Foursquare was ahead of its time.
I remember a time when many of my friends were busy checking in at various locations around the city. They would cross post those check-ins to Facebook and Twitter, and it was kind of cool to see where they all were on a given day, and follow them as they moved around. And when I eventually got on Foursquare, it was fun to check-in and unlock various badges.
And then…nothing. It got boring. And if my experience, and that of my friends, is any indication, many of us stopped using Foursquare, or at least became a bit more intentional about where and when we checked-in to some locations. We checked-in less frequently. And slowly, we forgot about Foursquare. Or we disconnected it from the other services, so we became less aware of it.
Out of site, out of mind.
But what happened?
I think Foursquare peaked too early. I think users got on and used it, then got bored with it because businesses didn’t hop on fast enough. Local businesses didn’t get on board and offer incentives to checking in, or the incentives weren’t great enough. Perhaps it was too much work for businesses at a time when they were still getting their feet wet with social media, particularly on Facebook and Twitter.
You see, while many users might complain, or be complacent, about businesses being on Facebook and Twitter (“Why do marketers have to ruing everything?”), Foursquare is one platform that is almost completely reliant on businesses. It is a platform built on checking in to places. What places? Businesses. Locations where people gather. Venues. So while you could create an account for businesses by checking in, if the business didn’t really do anything with it, it got boring.
Oh, sure, many still check-in regardless. I just checked my Foursquare feed, and nine of my friends have checked in to places in the past hour (I’m writing this on Sunday morning, so folks might be a bit less active. When I check Saturday, there is a lot more activity). So some folks are still active. But even with 45-million users, there seem to be fewer check-ins than two years ago when there were far fewer users. And that 45-million pales in comparison to Facebook, Twitter, Google +, Instagram, Pinterest, etc. Growth of the platform has been rather slow.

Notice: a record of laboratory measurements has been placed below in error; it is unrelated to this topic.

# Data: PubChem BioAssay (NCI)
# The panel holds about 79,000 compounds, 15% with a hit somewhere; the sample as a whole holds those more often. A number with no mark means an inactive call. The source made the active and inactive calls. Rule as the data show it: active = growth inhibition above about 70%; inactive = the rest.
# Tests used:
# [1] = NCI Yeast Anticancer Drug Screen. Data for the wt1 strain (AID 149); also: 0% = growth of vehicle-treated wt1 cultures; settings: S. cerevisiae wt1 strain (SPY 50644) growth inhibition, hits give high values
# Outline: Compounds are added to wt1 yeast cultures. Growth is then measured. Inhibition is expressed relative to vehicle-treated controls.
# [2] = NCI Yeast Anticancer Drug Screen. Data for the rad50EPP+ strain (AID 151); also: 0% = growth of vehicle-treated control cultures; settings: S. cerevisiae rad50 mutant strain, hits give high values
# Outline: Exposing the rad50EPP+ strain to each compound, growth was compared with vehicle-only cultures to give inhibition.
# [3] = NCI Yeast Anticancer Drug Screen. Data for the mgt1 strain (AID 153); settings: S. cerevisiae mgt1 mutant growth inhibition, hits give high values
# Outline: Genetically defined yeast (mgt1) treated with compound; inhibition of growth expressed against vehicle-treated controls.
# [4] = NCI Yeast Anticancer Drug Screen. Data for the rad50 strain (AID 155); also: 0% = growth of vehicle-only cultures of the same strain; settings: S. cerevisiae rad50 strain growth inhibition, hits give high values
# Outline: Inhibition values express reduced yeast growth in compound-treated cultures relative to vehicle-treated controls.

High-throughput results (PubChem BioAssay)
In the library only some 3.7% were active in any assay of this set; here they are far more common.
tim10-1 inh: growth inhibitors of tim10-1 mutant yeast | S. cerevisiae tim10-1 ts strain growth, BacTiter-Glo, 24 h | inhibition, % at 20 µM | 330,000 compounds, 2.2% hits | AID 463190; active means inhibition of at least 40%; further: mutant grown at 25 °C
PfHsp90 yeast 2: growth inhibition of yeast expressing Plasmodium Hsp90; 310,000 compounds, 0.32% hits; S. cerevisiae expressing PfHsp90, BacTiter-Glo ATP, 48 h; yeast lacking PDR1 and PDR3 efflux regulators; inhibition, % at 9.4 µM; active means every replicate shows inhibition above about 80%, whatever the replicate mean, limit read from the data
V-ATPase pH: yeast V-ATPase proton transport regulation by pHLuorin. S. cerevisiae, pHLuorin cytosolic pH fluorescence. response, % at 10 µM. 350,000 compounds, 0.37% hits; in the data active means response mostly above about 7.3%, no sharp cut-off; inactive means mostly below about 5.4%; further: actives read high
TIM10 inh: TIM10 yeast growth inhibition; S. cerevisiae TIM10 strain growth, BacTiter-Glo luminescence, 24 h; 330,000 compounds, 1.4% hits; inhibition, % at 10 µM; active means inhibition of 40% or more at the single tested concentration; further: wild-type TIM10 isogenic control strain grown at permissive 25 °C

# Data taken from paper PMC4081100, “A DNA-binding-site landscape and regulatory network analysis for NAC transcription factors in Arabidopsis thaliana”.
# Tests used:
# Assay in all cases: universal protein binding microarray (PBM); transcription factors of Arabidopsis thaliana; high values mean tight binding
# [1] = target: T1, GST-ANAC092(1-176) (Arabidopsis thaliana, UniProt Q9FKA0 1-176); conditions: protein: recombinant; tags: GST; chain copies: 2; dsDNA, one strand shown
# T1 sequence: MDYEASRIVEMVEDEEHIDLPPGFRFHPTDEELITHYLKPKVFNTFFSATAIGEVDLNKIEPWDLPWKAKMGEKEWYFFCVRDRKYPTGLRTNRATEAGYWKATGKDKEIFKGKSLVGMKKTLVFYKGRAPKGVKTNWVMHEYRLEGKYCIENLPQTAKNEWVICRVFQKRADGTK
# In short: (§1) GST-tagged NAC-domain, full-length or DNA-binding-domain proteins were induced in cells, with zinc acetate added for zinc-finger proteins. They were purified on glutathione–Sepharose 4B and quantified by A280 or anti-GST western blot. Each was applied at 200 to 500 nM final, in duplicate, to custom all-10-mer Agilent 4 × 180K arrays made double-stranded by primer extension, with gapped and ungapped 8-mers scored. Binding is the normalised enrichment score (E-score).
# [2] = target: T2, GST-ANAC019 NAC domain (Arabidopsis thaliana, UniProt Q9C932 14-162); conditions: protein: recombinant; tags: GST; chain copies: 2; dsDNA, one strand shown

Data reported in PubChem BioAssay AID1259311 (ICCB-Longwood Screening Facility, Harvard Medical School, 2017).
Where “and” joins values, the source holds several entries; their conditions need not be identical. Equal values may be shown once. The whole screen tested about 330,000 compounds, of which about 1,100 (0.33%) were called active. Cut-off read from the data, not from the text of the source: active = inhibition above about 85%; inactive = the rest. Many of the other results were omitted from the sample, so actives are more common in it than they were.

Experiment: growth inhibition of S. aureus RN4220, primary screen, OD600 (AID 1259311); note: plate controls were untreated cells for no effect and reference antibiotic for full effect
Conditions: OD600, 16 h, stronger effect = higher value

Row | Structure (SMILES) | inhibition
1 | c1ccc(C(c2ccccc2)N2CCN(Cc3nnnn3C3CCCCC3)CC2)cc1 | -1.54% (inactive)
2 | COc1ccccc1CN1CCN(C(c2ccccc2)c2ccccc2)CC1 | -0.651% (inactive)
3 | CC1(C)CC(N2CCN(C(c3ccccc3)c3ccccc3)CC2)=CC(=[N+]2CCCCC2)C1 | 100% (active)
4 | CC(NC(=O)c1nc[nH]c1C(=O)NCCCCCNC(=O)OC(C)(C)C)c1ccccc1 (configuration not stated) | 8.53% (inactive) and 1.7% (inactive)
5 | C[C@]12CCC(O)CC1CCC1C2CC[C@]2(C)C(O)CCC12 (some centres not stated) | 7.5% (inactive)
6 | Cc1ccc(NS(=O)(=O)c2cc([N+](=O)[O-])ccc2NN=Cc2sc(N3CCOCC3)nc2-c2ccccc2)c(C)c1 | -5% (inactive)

But location based marketing isn’t just about check-ins. It’s about finding local businesses and interacting with them in meaningful ways on the users own terms. This is why Foursquare has just announced it’s taking the two core functions of its interface (local discovery and check-ins) and splitting them up into two separate apps. The main Foursquare app will focus on discovering local businesses (however you choose to define “local”), while its new Swarm app will focus on check-ins. The two will work together seamlessly, but Foursquare will be much more about customized local search.
After all, with the rapid adoption of smartphone technologies, the internet knows where we are. While some might find this a bit creepy, this is what Google is already doing with its Google Now product.
Location based marketing has been around for quite a few years (Foursquare began in 2009, which in social media terms makes it rather old), but we are just starting to see it get on its feet and get its bearings. Businesses that have ignored platforms like Foursquare, or have given up on them, need to take note and reassess how they are using location based marketing. Now is the time to start thinking about how much you are willing to invest in terms of resources.
In fact, location based marketing might even be the purest form of inbound marketing: getting found when your customers are interested in what you have to offer. And Foursquare isn’t the only player in this niche:
- Facebook Places, integrated into the Business Page product, as well as it’s apps, and perhaps even Instagram, will be a key element of most location based strategies.
- Google + and Google + Local (integrated with Google Maps) are also important for local businesses in terms of not only a presence, but also check-ins and reviews.
- Yelp, while primarily a review site, has continued to add more location based features in order to compete.
In fact, most major social platforms have some form of local/location based element, which you can bet will become more important over the next year, and move more toward the forefront of each network.
The features of local search, reviews, and check-ins, all tied together with the social and mobile elements, will be/should be at the core of your local marketing efforts.
If you’ve never explored the possibilities of Foursquare and other location based marketing platforms, now is the time to check them out.
If you got on board early, and then gave up, it’s time to take another look and beef up your efforts. The SoLoMo imperative is here. It’s time for small businesses and nonprofits to take another look at their local marketing strategy, both in its online and offline incarnations, and figure out how they will get found by the right audience.
In fact, when I work with clients who have a brick and mortar location, this is one of the first things we examine as we plan and build out a strong, fully integrated marketing strategy.
How are you approaching location based marketing in 2014? What do you see as the important platforms and elements of a strong SoLoMo strategy?